In a strange beginning to the modern St Valentines Day, we are told that the great English poet and writer, Geoffrey Chaucer was the one who first linked St. Valentine's Day with romance. It's recorded that in 1381, Chaucer wrote a poem to mark the engagement of England's Richard ll to Anne of Bohemia. Chaucer linked the poem to St. Valentine's Day.
The oldest valentine still in existence today was a written in 1415 by Charles, Duke of Orleans, to his wife while he was a prisoner in England's Tower of London after he was captured at the Battle of Agincourt. (The greeting is now part in a collection at the British Library in London.) A few years later, King Henry V employed a writer called John Lydgate to write a valentine note to his sweetheart Catherine of Valois.
Over the next 400 years, the holiday evolved, and by the 18th century, gift-giving and exchanging hand-made Valentine cards on Valentine's Day had become commonplace in England. It wasn't long before hand-made cards made of lace, ribbons, with cupids and hearts soon became common in in America.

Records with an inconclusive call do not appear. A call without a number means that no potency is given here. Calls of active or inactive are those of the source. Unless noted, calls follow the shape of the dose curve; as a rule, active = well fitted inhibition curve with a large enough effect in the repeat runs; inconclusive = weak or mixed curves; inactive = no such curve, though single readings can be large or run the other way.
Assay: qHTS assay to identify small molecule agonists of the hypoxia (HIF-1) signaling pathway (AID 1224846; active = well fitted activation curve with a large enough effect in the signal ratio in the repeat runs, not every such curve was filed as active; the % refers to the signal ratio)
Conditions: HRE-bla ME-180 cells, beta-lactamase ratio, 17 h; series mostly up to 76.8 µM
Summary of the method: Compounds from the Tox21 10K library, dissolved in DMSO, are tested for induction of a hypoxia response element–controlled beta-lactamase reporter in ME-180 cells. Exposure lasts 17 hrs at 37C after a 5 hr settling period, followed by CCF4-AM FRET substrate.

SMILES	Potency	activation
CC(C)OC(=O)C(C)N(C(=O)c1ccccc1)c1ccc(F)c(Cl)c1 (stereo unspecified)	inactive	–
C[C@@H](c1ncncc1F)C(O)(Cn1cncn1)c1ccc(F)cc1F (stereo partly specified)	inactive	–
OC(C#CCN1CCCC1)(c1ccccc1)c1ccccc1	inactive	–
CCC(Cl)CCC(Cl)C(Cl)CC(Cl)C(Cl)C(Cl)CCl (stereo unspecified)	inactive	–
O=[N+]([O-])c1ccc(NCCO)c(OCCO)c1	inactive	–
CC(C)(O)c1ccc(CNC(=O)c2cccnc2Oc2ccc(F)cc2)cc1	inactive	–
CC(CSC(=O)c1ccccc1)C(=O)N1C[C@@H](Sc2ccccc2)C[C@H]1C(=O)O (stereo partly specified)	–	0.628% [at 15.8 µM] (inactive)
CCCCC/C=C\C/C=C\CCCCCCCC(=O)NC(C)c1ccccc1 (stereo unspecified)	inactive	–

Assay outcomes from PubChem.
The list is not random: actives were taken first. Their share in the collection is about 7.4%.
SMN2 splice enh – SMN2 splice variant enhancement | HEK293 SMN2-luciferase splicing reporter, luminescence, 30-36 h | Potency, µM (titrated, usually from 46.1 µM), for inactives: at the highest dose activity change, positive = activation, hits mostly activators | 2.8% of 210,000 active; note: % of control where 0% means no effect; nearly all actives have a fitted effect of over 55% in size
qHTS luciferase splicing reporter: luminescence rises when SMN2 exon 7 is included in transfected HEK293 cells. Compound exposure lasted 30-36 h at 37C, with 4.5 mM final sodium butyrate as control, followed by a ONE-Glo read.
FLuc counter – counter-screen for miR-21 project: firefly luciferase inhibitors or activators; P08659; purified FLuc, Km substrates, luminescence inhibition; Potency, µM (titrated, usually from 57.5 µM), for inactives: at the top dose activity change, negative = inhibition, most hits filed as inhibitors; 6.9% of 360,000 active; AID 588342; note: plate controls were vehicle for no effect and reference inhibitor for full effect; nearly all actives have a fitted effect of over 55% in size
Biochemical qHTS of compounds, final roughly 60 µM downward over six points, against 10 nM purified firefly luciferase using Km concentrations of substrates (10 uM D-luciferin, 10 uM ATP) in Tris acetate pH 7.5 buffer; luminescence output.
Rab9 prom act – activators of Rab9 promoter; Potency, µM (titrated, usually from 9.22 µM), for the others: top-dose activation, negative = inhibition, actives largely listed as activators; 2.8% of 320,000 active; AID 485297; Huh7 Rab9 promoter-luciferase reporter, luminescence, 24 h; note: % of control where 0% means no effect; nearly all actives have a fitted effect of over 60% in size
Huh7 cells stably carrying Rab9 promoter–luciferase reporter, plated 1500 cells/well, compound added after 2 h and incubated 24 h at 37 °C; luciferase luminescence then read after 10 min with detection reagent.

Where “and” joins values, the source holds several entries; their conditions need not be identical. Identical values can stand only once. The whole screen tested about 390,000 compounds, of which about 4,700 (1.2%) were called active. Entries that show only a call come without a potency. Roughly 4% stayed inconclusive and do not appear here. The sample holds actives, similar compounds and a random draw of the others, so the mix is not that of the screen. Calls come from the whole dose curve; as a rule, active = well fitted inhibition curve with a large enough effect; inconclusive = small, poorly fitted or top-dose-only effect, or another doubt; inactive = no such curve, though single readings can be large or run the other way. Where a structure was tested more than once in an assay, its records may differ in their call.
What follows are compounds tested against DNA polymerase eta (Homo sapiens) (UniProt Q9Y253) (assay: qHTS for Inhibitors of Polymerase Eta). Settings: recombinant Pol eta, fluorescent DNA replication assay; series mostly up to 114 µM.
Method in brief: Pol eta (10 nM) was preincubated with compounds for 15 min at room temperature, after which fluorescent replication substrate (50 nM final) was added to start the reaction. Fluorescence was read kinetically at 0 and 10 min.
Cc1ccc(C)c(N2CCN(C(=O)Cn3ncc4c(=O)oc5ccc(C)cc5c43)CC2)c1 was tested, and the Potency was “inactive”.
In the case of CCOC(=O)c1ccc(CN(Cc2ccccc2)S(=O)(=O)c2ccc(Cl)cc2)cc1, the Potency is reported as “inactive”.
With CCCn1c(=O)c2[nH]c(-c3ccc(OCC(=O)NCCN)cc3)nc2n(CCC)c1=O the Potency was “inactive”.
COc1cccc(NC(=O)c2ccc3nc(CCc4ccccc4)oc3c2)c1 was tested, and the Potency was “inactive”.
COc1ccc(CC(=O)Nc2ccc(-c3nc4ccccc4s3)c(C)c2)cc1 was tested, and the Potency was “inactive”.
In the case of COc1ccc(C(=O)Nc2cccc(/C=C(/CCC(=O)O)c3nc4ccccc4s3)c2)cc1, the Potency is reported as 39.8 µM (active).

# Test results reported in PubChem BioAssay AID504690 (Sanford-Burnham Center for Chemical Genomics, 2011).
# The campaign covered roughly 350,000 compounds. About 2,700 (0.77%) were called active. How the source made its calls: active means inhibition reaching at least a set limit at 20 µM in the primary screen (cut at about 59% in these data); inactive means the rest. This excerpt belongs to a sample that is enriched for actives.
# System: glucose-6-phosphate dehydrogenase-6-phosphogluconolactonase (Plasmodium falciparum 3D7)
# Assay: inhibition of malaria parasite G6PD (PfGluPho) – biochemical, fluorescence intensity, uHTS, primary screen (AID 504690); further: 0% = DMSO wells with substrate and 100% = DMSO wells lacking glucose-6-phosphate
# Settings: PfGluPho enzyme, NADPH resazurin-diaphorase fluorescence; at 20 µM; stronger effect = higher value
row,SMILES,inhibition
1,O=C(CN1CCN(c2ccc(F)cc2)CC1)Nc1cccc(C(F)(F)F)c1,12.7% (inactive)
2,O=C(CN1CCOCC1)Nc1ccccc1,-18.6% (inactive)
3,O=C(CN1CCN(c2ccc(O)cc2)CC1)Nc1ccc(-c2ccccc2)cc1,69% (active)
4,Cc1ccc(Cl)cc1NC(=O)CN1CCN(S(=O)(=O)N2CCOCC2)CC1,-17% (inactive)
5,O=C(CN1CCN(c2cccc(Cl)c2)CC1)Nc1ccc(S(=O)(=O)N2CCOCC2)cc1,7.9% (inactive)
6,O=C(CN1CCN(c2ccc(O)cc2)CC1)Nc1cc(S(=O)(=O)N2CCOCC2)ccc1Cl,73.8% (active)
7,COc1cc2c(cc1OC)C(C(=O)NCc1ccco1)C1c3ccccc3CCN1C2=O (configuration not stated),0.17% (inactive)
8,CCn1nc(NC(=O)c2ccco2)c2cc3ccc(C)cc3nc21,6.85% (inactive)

Americans started to give each other hand-made valentines in the 1700s. In 1840, Esther A. Howland began making the first mass-produced Valentines in USA. Howland who was called the “Mother of Valentines,” made fancy creations with real lace, ribbons and colorful pictures which today we call "scrap." This year over 1 billion Valentine’s Day cards will be sent to lovers, spouses, friends and family members, making Valentine's Day the largest card-sending holiday of the year. (More Christmas Cards are mailed but many of these are Boxed Cards). An interesting foot-note is that 75% of Valentine cards are sold in the last 48 hours before the holiday as most are hand-delivered.